Marijuana Legalization: One Year Later

one year later

As 2014 comes to a close, so too does the first year of legal recreational marijuana sales. There were a lot of expectations placed upon the marijuana industry coming into the year; and as we edge on toward 2015, many people will be looking back and asking the question: Was it worth it?

Now, such a loaded question is bound to yield the typical answer you expect to hear from those with vested interests: the marijuana industry would answer with a resounding yes, while prohibitionists would give a stern and defiant no.

Personal bias aside, there are certain benchmarks that can be used to objectively measure the success of the recreational marijuana industry. A lot of promises and warnings were made in the lead up to legalization and in our democratic society, success can be determined by the number of campaign promises kept.

Today we are going to endeavor to answer the question as to whether or not legalizing recreational marijuana has been worth it so far; and to do that, we’re going to look back some of the claims made about legalizing recreational marijuana in Colorado to see how they played out this year.

The most commonly cited concern over marijuana legalization was the effect it would have on “the children.” Marijuana prohibitionists argued that if marijuana was made legal, children would have more access to it and consequently use it.

In a 2012 Reuters interview, anti-marijuana crusader Kevin Sabet told Colorado voters, “If you care about young people succeeding in education and later in life in your state, then you don’t want to legalize marijuana.” Those are dramatic words, but how are we doing so far?

According to a study conducted by the National Bureau of Economic Research, teen use of marijuana has declined in Colorado by almost 5 percent since 2009. Even as more states began to legalize medicinal and recreational marijuana, the national average for teen marijuana use still declined by 2 percent.

While there is still too little data to discern a trend, one can at least reasonably say so far so good.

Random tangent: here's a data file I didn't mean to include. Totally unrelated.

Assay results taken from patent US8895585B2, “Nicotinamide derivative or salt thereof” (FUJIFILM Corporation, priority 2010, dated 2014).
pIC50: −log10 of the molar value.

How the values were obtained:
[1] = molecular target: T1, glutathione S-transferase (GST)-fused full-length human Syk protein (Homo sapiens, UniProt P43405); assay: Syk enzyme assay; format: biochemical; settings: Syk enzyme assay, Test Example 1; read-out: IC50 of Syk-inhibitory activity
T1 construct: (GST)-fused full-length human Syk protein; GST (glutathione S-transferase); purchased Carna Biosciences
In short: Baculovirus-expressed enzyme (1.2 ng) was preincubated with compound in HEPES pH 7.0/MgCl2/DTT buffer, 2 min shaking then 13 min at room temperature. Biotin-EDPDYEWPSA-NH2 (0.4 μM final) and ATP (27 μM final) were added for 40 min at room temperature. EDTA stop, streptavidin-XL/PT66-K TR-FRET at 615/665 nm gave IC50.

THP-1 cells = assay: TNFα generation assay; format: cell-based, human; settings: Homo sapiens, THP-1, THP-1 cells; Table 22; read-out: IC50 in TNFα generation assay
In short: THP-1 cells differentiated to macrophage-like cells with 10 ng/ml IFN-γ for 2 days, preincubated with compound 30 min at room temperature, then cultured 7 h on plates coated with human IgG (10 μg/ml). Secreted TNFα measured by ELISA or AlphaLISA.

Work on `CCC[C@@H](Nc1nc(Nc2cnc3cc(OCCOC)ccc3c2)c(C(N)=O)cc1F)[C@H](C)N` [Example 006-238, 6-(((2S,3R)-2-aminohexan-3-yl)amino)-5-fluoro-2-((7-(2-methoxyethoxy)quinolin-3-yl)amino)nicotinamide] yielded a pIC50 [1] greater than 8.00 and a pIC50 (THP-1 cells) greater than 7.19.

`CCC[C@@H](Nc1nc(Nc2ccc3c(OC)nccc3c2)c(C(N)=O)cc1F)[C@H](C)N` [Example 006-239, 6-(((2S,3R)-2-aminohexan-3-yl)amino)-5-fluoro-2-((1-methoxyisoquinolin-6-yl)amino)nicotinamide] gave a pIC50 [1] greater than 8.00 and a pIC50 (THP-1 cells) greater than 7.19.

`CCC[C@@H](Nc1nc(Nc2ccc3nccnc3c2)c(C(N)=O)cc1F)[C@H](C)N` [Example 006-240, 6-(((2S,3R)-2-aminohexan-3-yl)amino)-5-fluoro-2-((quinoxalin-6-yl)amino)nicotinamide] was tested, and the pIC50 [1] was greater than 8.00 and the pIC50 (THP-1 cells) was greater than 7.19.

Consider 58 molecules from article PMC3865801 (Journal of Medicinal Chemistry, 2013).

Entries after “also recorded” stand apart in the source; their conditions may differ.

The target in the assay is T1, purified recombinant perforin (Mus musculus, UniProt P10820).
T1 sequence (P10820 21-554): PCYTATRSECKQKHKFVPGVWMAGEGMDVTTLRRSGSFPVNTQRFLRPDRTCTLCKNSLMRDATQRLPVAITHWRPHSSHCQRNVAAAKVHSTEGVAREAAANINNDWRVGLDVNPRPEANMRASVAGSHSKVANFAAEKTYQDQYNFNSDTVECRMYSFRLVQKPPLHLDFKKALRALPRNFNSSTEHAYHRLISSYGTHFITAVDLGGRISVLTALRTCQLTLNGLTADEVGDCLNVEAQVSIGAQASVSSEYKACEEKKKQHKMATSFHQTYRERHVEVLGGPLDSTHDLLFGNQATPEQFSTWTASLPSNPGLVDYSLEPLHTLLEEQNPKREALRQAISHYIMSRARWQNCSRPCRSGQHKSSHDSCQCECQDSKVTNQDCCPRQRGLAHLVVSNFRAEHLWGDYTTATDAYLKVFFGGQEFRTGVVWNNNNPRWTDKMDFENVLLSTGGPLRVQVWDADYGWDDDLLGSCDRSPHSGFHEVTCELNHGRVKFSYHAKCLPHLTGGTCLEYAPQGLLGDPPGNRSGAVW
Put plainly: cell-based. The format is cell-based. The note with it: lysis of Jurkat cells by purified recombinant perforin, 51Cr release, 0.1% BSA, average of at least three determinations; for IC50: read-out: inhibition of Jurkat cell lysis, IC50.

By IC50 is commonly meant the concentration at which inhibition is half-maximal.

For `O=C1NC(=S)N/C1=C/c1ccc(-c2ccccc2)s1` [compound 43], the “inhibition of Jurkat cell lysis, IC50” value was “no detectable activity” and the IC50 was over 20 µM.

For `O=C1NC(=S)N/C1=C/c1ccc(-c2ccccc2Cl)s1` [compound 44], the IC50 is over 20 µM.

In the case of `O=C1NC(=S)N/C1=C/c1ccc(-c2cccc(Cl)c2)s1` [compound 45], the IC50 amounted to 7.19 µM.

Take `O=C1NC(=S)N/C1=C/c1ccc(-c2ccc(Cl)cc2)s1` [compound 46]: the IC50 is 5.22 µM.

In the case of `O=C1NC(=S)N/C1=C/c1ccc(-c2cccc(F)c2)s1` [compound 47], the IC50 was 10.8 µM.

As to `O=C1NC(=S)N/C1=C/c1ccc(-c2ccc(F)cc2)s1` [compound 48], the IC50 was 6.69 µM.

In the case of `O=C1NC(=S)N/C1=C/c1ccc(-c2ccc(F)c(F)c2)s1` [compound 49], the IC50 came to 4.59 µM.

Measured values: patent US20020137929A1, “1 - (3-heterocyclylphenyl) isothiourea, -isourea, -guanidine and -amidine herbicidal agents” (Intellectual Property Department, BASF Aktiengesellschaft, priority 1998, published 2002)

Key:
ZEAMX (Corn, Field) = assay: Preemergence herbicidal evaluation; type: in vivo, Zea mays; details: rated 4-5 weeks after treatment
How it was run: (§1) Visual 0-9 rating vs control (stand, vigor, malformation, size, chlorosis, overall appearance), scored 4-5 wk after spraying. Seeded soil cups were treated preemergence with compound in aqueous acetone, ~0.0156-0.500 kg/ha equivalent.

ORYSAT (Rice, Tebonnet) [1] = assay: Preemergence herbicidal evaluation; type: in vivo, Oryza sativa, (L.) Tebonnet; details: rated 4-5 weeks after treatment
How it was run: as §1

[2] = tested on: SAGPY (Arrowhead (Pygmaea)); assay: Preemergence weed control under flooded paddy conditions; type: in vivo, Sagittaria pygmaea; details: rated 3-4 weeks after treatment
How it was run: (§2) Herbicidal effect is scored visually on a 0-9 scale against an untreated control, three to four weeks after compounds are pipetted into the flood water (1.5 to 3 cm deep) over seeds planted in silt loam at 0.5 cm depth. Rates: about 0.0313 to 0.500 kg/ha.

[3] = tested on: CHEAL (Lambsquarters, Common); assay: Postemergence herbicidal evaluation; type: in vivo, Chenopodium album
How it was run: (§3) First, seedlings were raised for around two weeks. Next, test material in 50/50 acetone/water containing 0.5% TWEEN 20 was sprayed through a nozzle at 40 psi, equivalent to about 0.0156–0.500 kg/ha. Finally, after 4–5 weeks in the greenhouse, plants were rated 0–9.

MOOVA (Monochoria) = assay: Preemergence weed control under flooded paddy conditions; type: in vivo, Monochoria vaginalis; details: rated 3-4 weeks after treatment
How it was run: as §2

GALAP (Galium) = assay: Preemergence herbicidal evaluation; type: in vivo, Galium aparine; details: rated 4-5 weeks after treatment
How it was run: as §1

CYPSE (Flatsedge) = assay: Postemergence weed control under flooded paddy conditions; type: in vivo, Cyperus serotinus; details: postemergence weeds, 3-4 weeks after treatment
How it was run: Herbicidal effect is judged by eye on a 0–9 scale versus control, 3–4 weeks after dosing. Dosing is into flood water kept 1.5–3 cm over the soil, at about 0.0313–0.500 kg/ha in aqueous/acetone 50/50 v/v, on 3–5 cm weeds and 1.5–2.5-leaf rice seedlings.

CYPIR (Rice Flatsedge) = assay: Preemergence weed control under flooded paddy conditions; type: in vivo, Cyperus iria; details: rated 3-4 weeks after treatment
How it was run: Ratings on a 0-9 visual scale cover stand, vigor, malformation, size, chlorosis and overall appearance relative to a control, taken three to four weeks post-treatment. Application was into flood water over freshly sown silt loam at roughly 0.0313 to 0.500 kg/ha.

Another point of contention in the run up to marijuana legalization was the amount of tax revenue legal marijuana would generate for the state. While marijuana supporters were confident, opponents were dismissive.

In 2012, Laura Chapin of Healthy Drug Free Colorado expressed her doubts that the marijuana industry would even be able to pay its taxes. Chapin asked The Huffington Post, “How do you tax an industry that cannot use bank accounts?” So how did the industry do?

While final figures are not yet in, Colorado has already generated over $30 million in excess recreational marijuana tax revenue, which can be rebated back to the people if the governor chooses that route. For an industry that supposedly wouldn’t be able to pay their taxes, that’s pretty good.

Despite predictions that drugged drivers would be plaguing the roads once marijuana was legalized, fatal traffic collisions actually went down in Colorado. Likewise, crime took a 10 percent drop in 2014. Marijuana may not have caused that drop, but it definitely didn’t hurt it either.

Although the recreational marijuana market is only one year old, by many measures you can still call it an early success. Crime is down, tax revenue is up, and teen drug use is on the decline. Despite hysterical warnings and dubious claims, the marijuana industry is growing while also proving to be a safer investment every day.

William Sumner, a freelance writer and marijuana journalist, was a staff writer for MJINews from May 2014 through February 2018. You can follow him on Twitter @W_Sumner.

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